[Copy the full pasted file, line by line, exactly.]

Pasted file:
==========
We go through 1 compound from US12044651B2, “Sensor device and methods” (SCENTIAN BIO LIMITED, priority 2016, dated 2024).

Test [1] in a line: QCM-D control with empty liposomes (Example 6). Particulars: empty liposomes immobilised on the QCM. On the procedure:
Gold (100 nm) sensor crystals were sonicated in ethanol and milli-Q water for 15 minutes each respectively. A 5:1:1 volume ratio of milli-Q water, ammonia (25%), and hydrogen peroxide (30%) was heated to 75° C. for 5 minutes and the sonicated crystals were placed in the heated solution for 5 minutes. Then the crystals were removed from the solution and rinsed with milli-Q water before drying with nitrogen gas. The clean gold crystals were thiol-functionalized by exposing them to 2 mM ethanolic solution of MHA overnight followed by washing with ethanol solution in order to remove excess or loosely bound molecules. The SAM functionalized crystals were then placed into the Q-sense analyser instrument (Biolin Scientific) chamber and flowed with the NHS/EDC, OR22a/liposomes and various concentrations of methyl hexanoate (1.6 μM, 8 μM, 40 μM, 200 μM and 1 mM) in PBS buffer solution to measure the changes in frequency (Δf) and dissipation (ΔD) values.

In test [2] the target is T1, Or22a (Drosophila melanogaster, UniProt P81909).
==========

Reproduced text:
We go through 1 compound from US12044651B2, “Sensor device and methods” (SCENTIAN BIO LIMITED, priority 2016, dated 2024).

Test [1] in a line: QCM-D control with empty liposomes (Example 6). Particulars: empty liposomes immobilised on the QCM. On the procedure:
Gold (100 nm) sensor crystals were sonicated in ethanol and milli-Q water for 15 minutes each respectively. A 5:1:1 volume ratio of milli-Q water, ammonia (25%), and hydrogen peroxide (30%) was heated to 75° C. for 5 minutes and the sonicated crystals were placed in the heated solution for 5 minutes. Then the crystals were removed from the solution and rinsed with milli-Q water before drying with nitrogen gas. The clean gold crystals were thiol-functionalized by exposing them to 2 mM ethanolic solution of MHA overnight followed by washing with ethanol solution in order to remove excess or loosely bound molecules. The SAM functionalized crystals were then placed into the Q-sense analyser instrument (Biolin Scientific) chamber and flowed with the NHS/EDC, OR22a/liposomes and various concentrations of methyl hexanoate (1.6 μM, 8 μM, 40 μM, 200 μM and 1 mM) in PBS buffer solution to measure the changes in frequency (Δf) and dissipation (ΔD) values.

In test [2] the target is T1, Or22a (Drosophila melanogaster, UniProt P81909).